Facebook, Twitter and Google have been under fire all over the world for not doing enough to police their platforms for misinformation. The Singaporean government thinks it has a solution: a law that imposes jail time and hundreds of thousands of dollars in potential fines for posting or failing to correct what it calls “online falsehoods” that harm the public interest.
An online game that allows people to deploy Twitter bots, photo-shop evidence and incite conspiracy theories has proven effective at raising their awareness of "fake news", a study from the University of Cambridge has found.
Social media giant Facebook Inc said on Friday it would strengthen measures to fight fake news in Australia and briefly block foreigners from buying political advertisements in the lead-up to a national election due in a few weeks.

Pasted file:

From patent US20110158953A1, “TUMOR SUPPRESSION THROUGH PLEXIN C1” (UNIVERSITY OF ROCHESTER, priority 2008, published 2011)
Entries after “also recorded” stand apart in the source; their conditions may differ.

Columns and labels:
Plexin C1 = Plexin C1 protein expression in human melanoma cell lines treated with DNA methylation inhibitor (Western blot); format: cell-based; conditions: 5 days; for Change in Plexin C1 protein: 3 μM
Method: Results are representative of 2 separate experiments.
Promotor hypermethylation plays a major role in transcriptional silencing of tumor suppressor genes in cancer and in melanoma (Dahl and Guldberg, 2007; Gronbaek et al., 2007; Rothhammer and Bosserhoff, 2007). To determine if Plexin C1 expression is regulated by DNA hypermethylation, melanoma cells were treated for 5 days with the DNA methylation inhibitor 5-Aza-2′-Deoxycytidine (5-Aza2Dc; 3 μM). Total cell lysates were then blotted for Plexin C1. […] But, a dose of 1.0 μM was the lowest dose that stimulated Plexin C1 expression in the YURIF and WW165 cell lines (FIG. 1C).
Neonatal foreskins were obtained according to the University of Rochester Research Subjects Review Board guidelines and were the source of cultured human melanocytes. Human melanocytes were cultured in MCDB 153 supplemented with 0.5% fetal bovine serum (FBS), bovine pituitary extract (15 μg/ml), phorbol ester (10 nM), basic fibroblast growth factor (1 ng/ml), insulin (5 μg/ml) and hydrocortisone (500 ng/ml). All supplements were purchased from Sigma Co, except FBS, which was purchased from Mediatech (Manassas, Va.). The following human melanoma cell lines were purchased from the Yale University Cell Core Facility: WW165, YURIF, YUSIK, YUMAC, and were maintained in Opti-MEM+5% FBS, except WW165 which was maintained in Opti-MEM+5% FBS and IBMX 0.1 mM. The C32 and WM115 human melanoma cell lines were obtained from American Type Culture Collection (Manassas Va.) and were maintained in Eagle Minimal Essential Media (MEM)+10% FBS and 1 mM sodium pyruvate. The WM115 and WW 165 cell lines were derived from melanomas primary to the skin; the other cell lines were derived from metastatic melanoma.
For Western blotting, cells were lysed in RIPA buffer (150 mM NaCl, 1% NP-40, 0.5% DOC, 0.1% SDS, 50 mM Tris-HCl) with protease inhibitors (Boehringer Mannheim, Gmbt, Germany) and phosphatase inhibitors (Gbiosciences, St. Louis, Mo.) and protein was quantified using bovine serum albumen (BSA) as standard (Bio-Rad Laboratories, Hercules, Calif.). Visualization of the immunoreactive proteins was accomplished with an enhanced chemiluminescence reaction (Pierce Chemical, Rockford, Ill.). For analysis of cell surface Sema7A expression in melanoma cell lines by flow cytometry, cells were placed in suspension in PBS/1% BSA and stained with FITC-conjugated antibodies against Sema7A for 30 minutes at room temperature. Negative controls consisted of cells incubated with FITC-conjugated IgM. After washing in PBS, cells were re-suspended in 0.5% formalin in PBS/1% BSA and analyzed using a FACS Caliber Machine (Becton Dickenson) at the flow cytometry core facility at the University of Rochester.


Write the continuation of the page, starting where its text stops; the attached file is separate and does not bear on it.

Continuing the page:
Despite tall claims made by Facebook that it is removing 10 lakh fake accounts a day in India, a survey revealed on Tuesday that one in two Indians has received fake news in the last 30 days and Facebook and WhatsApp are the platforms which are being used excessively to misinform the users.
Google said on Thursday an anti-fake news law passed by Singapore’s parliament could stunt innovation, a quality that the city-state wants to nurture under plans to expand its tech industry.